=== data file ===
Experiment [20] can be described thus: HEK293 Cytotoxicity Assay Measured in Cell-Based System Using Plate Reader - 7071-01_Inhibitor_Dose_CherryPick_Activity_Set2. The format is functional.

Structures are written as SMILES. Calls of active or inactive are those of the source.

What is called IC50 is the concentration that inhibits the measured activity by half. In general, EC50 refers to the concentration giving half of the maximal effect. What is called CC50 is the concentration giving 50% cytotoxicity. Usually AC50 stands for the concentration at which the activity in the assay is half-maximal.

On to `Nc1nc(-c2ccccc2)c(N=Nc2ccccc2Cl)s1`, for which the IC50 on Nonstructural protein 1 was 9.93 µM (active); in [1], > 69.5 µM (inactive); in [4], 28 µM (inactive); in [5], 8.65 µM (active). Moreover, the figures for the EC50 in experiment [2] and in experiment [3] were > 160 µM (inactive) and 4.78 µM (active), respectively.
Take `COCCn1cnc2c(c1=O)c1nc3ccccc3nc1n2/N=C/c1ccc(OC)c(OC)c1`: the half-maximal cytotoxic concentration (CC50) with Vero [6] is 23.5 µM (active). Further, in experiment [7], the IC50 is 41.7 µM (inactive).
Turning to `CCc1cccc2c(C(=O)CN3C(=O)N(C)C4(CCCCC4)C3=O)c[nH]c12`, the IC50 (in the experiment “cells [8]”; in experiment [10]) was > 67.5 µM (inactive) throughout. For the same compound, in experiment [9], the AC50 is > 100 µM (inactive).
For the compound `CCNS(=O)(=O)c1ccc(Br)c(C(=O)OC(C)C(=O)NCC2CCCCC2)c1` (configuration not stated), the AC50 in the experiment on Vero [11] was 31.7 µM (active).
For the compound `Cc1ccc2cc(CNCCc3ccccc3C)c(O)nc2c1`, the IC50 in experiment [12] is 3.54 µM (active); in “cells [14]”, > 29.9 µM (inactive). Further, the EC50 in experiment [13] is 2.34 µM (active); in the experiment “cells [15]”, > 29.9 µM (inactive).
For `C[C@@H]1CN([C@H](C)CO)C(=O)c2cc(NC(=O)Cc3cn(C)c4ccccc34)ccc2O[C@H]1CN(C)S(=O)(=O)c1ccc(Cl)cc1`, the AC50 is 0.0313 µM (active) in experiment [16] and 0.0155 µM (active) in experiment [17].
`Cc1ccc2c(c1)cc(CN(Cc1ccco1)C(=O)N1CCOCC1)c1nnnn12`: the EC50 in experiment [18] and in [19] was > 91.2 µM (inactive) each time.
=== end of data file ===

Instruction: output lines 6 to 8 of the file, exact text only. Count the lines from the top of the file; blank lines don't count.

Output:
Turning to `CCc1cccc2c(C(=O)CN3C(=O)N(C)C4(CCCCC4)C3=O)c[nH]c12`, the IC50 (in the experiment “cells [8]”; in experiment [10]) was > 67.5 µM (inactive) throughout. For the same compound, in experiment [9], the AC50 is > 100 µM (inactive).
For the compound `CCNS(=O)(=O)c1ccc(Br)c(C(=O)OC(C)C(=O)NCC2CCCCC2)c1` (configuration not stated), the AC50 in the experiment on Vero [11] was 31.7 µM (active).
For the compound `Cc1ccc2cc(CNCCc3ccccc3C)c(O)nc2c1`, the IC50 in experiment [12] is 3.54 µM (active); in “cells [14]”, > 29.9 µM (inactive). Further, the EC50 in experiment [13] is 2.34 µM (active); in the experiment “cells [15]”, > 29.9 µM (inactive).